A fantasy-western serial
Episode 14: "Breakthrough"
Reed observed the guards posted at each of the exits out of the crystal mine, noting their rounds. Unlike the others around them that were forced to mine the crystals, Reed, Anna and her aging father, Sam, were responsible for pushing along the heavy mine carts across the open expanse of the bottom of the cavern. The wheels almost made it more difficult because they were old, rusted and bent in all the wrong places. If pushed too hard from one angle they would get stuck on the rails and pushed from another they would nearly tip off the rails. Reed tried to take on the brunt of the work, but he was surprised by how fiercely Anna and Sam fought to keep Reed’s pace.
“Let me handle it,” he insisted.
“Like hell I will,” Sam said, spitting to the side. Anna simply glared at him. That settled the matter.
They worked in silence until a bell pealed across the cavern, amplified by the crystals. It was a beautiful sound, so out of place down here. Everything in the cavern was too beautiful for such a miserable situation. Reed watched as the workers leaned their pick axes against the crystals and sank down beside them, some immediately passing out from exhaustion. He could not see the children carrying baskets near the exits anymore. They must be keeping them in the Iron Windmills, he mused.
“Last bell,” Sam said as they let go of the last cart and returned to the center of the cavern, their leg chains weighing them down. “I’m assuming it’s night out there, but I haven’t seen daylight in a long time.”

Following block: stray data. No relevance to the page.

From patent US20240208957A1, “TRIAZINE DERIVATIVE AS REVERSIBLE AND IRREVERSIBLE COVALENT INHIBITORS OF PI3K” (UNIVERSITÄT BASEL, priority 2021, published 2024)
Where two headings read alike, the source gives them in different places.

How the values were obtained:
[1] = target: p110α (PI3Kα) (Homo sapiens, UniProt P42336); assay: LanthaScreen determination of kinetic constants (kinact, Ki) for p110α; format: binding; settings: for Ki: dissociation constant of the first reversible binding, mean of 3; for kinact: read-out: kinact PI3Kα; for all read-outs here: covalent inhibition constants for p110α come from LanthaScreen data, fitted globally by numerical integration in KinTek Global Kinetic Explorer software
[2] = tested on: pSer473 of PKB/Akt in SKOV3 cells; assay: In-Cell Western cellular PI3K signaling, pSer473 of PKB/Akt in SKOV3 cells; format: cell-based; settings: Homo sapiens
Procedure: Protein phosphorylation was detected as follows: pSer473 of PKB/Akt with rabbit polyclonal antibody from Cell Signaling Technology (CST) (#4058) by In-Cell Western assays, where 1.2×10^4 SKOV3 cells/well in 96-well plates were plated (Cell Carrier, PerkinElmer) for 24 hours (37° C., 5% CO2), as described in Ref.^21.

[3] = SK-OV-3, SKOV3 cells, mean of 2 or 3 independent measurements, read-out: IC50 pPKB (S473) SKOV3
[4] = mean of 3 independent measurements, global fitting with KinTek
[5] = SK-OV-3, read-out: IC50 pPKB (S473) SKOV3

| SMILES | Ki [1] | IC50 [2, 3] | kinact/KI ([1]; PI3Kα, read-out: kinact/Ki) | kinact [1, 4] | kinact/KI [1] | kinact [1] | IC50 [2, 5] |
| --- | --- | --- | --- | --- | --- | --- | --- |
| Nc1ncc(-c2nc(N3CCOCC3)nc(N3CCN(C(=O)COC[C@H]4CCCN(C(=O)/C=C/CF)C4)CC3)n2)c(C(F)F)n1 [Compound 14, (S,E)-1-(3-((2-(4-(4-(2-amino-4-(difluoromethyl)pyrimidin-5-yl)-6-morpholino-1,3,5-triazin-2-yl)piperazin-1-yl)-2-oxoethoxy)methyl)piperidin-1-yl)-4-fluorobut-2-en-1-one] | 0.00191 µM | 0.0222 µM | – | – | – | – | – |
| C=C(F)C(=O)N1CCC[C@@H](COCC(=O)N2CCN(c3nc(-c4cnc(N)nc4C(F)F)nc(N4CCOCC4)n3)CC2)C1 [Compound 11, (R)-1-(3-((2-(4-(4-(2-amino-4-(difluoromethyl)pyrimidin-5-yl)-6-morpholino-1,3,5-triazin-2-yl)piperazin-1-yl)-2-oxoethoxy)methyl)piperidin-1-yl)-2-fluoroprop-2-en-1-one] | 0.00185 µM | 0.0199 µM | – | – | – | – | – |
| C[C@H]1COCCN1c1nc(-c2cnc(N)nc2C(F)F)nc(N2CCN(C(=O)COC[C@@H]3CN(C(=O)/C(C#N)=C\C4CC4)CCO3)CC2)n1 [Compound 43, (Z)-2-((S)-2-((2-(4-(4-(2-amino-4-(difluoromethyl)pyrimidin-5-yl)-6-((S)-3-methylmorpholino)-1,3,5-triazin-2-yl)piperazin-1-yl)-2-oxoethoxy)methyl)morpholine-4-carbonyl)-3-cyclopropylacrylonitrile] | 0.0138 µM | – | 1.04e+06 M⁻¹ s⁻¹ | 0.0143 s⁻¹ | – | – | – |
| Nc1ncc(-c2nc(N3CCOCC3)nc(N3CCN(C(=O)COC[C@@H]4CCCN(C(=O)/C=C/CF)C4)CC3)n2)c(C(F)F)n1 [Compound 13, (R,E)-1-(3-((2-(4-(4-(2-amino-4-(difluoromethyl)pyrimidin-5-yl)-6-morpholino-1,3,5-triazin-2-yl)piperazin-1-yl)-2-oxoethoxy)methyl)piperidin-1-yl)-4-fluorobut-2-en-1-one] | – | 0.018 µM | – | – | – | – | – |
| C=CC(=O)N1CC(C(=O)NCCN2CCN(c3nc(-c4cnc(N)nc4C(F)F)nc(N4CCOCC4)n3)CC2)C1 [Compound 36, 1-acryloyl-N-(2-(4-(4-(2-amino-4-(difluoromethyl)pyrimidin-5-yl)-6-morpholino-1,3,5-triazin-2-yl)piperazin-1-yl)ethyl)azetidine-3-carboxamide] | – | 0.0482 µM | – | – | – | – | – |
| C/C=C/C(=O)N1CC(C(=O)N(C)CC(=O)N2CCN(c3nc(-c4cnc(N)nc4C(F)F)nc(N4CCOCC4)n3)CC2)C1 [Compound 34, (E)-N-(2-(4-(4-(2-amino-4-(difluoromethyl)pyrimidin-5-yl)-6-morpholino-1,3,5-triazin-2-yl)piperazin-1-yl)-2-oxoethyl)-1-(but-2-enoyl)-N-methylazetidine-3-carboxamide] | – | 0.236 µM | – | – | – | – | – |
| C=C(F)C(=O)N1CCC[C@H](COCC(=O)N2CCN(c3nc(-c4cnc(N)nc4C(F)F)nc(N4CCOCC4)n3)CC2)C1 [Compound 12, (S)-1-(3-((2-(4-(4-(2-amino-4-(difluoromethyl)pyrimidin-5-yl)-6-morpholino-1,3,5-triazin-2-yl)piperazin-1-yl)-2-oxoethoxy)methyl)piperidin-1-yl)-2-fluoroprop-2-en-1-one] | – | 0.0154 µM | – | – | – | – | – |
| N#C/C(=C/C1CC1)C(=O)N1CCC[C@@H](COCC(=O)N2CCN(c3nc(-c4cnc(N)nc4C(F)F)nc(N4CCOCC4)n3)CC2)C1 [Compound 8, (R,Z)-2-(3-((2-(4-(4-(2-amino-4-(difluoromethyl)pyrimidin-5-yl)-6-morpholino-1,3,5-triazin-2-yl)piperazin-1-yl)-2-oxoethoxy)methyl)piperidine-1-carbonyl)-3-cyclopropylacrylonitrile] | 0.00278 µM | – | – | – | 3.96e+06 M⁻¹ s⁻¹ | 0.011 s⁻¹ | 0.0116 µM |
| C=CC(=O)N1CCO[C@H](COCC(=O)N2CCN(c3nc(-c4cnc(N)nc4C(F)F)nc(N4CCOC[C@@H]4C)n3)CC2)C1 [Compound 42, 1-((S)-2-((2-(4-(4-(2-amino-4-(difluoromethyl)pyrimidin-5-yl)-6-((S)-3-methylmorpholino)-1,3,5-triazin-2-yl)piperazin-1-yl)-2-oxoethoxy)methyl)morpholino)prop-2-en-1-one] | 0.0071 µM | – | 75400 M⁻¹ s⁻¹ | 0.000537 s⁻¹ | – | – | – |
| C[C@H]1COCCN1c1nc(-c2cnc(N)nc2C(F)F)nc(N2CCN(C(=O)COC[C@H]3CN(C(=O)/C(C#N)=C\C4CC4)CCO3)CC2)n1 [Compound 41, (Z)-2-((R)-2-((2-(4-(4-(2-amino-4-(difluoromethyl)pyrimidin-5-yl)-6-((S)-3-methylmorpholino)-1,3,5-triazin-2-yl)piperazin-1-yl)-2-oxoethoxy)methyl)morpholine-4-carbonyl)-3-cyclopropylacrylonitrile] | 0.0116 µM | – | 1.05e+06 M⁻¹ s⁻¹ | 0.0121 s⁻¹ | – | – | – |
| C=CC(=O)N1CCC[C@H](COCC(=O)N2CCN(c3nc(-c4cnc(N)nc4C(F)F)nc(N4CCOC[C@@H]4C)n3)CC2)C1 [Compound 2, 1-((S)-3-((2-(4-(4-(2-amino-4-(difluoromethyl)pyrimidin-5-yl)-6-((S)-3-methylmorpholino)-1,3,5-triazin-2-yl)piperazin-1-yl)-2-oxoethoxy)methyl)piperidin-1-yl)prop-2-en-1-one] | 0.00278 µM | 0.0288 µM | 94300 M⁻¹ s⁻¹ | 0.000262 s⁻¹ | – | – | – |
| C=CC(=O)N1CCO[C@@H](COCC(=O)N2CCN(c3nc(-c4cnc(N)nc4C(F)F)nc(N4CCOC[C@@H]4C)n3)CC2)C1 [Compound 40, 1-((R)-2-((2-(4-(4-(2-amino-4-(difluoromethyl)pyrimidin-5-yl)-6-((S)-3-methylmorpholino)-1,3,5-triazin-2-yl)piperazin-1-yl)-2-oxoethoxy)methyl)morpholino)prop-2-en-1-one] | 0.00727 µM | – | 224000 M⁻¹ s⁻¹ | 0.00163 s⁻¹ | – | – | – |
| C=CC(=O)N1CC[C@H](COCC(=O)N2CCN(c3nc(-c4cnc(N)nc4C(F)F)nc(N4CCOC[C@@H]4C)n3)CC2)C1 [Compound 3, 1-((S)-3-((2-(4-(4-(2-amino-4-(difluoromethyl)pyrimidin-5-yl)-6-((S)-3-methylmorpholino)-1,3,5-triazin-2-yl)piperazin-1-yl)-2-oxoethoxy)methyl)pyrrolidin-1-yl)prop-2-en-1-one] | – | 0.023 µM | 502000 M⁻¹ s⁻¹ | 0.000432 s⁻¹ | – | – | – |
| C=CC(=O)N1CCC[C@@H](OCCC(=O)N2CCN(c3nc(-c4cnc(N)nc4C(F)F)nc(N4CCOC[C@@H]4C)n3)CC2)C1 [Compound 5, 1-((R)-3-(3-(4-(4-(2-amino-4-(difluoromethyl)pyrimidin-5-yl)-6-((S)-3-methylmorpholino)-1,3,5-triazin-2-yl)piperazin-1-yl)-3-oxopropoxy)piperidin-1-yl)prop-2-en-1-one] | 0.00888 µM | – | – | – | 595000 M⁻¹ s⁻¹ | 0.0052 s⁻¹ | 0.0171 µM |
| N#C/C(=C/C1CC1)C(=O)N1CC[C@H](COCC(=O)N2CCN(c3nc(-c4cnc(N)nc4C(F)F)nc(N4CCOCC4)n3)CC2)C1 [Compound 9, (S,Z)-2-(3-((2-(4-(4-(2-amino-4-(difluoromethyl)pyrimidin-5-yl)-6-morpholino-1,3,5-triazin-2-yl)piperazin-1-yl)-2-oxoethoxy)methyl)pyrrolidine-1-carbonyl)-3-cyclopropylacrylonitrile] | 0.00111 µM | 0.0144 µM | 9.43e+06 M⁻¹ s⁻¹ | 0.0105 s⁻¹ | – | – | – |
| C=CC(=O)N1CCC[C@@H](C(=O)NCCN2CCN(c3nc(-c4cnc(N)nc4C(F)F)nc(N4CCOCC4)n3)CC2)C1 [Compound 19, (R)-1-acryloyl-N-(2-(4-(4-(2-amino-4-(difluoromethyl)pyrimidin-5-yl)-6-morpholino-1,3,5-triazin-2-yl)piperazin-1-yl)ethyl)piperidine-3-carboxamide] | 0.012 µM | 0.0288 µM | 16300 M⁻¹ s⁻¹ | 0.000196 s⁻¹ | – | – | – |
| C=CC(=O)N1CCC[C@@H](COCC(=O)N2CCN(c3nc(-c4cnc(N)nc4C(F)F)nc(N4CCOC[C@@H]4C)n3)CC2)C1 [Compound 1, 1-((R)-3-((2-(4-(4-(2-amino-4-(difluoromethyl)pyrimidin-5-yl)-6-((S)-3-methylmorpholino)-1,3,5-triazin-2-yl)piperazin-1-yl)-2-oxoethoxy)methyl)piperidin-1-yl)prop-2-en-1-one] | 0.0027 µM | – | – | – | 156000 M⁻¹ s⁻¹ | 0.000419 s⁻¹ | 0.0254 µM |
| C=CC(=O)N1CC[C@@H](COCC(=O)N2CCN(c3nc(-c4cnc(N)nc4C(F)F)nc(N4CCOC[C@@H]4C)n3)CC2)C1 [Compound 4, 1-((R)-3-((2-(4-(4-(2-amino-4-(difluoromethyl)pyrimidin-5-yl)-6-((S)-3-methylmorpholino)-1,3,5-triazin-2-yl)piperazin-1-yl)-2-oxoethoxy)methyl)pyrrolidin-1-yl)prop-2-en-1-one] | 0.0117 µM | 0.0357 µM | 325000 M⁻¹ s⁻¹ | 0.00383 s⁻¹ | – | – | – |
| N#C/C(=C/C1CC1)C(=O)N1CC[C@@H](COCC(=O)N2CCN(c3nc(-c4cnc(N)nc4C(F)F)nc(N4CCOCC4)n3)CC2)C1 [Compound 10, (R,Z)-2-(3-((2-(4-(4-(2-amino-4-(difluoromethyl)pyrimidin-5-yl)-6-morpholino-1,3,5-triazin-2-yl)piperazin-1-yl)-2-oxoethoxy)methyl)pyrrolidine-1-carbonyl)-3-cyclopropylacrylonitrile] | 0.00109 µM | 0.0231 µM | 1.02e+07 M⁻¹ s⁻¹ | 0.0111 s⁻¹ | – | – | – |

“It is,” Reed replied.
Sam sat down carefully, dropping his pick axe crutch aside. Although he looked like he was relaxing, Reed knew better. He could tell the man was on high alert, his old eyes sharpened, watching the exits and the guards milling about them.
Anna sat beside him and Reed sat across from them. Their leg chains draped over each other, clanging a and rattling as they all leaned in close together, their heads nearly touching.
“I can’t promise you anything,” Sam said to Reed, “Soon as they think something’s up, they’ll be down on us. Maybe five minutes if they’re all up there. Let’s wait a bit to make sure they are.”
“We’re so far down. What if there isn’t soil under here?” Anna asked, pressing her palm against the cold stone that made up the cavern floor.
Reed placed his there next to hers, his green fingertips spread wide. He closed his eyes as he picked up the pick axe and tapped in a few places, feeling the gentle vibrations returning. The soil was there, just beyond the layer of hard stone, pressed down. It was the deep kind, the kind that he hoped would have precious nutrients.
He simply smirked at her. She placed her hand on top of his. “I’m so glad you’re alright.”
He felt a heat rise on his cheeks as they darkened a deeper shade of green. He wanted to return the sentiment but didn't know what to say. He tipped down his hat, looking away and she let go, looking away as well. He quickly set to work, chipping through the stone with the pick axe. He kept the movements small at first, testing the integrity of the stone. It was already weakened by the mine cart railing; the ground had cracked open due to the iron spikes driven deeply into it.
“They’re not looking,” Sam said, his eyes on the exits.